As the quarterback goes, so goes the NFL offense. The two are intertwined at the hip and the best systems manage to fully maximize the strength of the signal caller’s talents while masking weaknesses and holes in their games. No quarterback comes without warts, even Peyton Manning had issues that could crop up from time to time, but when an offensive coordinator does his job right, the quarterback and offense come to seem like a hand-in-glove fit.
Few players in recent memory serve to remind a viewer of this quite like Case Keenum can. The NCAA career passing leader, Keenum was pegged a spread guy and became a draft afterthought. While all collegiate stats should be held at some distance when projecting a prospect’s pro aspirations, it’s hard to believe that no GM gave so much as a seventh round flier on the same guy who holds the collegiate records for most completions, yards, touchdowns, and games with 300+ passing yards.
Keenum eventually wound up in Houston, which proved to be a mixed blessing. On the better side of things, Gary Kubiak believed in him and his offense proved to be an ideal fit. The Texans also provided Keenum with an opportunity to showcase his talents early in his career.
Unfortunately, the 2013 Houston Texans were a bit of a train wreck. Everyone remembers Matt Schaub and his turnover streak, but the defense fell off badly after top 10 performances the two previous seasons and they lost their star running back Arian Foster after a game against the Colts in November.
The O’Brien Year: A Tale of Two Picks
Following the 2013 season Kubiak and his entire coaching staff was replaced by Bill O’Brien, who would bring with him a system more akin to what Tom Brady and the New England Patriots run. On its head this seems like a godsend for Keenum, as he excels in the short game where his accuracy and decision-making can mask his arm limitations.
The reality, however is that Keenum was waived in August to make room for Ryan Mallet, who was still considered promising. After a stint on the Rams practice squad, Keenum found his way back to Houston where he was a bit of a lame duck in the quarterback room with Ryan Fitzpatrick, Ryan Mallet and Tom Savage — all of whom strive to stretch the field vertically.
Keenum never really looks beyond his primary read here and forces a throw into double coverage, hoping that an aging Andre Johnson can beat back the clock and bail him out. There’s only one problem, of course: Keenum threw it directly to the safety rotating over from centerfield.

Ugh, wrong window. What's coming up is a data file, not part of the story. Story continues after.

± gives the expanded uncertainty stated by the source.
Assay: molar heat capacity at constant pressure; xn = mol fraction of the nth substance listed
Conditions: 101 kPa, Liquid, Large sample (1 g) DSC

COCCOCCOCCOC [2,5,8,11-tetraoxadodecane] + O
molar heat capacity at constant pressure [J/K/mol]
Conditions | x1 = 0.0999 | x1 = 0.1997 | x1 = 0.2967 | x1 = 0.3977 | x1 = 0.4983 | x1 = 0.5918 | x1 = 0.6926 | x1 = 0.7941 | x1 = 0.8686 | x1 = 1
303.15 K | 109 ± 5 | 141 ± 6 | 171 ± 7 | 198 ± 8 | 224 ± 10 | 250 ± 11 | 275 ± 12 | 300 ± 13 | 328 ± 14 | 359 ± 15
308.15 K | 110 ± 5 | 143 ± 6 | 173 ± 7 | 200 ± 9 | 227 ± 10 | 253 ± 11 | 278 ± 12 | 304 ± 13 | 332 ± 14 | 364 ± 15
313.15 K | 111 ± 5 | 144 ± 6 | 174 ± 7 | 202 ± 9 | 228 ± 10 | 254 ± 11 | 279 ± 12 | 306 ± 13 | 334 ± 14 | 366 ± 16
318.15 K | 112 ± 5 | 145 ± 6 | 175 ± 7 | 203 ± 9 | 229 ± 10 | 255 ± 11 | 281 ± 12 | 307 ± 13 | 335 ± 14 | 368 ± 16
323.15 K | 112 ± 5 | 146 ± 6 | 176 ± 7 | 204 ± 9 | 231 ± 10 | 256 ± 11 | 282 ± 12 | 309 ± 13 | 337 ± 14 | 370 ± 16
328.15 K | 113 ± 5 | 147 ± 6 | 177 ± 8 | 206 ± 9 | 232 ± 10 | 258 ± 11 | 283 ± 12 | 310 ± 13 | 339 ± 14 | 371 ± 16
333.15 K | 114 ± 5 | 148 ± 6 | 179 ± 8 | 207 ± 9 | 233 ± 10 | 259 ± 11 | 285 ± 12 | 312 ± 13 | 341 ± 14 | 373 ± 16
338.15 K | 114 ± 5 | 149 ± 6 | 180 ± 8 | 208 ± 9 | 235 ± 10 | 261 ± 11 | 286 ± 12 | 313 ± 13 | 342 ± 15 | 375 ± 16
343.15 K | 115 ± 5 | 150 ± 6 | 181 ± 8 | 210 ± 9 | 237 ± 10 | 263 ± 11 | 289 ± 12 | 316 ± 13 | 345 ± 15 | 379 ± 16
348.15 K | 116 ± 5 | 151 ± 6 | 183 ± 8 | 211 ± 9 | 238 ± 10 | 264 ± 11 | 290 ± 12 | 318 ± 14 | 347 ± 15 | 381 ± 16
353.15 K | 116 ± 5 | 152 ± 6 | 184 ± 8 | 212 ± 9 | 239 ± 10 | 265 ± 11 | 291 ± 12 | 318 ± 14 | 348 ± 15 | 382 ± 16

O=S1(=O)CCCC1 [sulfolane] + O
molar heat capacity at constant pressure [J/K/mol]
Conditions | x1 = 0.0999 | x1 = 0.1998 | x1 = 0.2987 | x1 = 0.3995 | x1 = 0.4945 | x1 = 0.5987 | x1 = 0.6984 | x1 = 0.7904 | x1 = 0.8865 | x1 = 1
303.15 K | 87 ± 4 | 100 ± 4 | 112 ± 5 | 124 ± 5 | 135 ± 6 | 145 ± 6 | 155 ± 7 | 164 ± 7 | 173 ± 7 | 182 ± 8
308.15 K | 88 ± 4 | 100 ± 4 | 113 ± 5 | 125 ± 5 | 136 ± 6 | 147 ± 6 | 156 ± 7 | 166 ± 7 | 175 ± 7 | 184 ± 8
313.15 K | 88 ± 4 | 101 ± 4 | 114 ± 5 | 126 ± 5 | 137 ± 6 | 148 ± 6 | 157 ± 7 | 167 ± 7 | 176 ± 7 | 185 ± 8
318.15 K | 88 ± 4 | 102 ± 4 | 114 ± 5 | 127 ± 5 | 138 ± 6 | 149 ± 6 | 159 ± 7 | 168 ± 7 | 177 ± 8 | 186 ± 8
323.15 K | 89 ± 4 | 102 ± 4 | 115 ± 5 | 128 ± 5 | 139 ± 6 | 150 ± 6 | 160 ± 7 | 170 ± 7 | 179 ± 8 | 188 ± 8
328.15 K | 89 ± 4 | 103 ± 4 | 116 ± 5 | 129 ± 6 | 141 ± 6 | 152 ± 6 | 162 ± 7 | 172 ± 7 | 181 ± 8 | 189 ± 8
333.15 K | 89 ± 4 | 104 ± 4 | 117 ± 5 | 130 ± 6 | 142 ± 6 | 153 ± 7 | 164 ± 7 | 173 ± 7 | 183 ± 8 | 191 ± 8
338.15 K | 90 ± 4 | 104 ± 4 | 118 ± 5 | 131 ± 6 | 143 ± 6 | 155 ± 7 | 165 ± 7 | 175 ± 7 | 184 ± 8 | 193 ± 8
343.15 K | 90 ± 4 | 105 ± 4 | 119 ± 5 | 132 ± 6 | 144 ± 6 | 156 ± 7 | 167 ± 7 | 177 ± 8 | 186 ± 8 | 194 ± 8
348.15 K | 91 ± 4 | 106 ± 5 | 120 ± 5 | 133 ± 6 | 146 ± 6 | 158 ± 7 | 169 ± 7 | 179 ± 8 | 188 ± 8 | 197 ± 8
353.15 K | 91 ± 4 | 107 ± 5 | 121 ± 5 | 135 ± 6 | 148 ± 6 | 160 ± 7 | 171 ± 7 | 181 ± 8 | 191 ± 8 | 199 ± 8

An older, wiser Keenum probably would have looked from Andre Johnson to dump the ball off underneath, where he had an open out route. Maybe the throw doesn’t get a first, but it’s the open throw.
Outside of the pick where he was behind Hopkins, Keenum looked liked a starting quarterback against the Jaguars, completing 70% of his passes. Why? O’Brien gave him a lot more crossing routes, slants, and dumpoffs. The 3rd year pro rewarded his rookie coach with 250 yards and 2 touchdowns to propel the Texans to a 23-17 season-ending win.
The game did just enough for O’Brien to trade Keenum back to the Rams for a 7th round pick.
Passing Purgatory: The Fisher Years
A lot of ink has been thrown around blaming all that went wrong with Jared Goff, Nick Foles, and Case Keenum on Jeff Fisher. Some of it is definitely deserved, as I found an alarming lack of adaptability in the scheme as I studied Keenum’s 2015 and ‘16 seasons. Far too few plays that offered adjustments to blitz looks, far too many 3 vertical route, max protection concepts.
Some, but not all. Believe it or not, in the game above Keenum completed 82% of his passes and earned a passer rating of 158, a number he doesn’t come close to reaching until his year with the Vikings when they faced off against the Buccaneers.
It actually goes a ways in showing how the league can fail in evaluating quarterback play to watch Keenum’s tape with the Rams and Vikings back to back, as he’s basically the same guy. While he definitely improved at play recognition as he’s aged, he never makes some sort of overnight change into a good quarterback.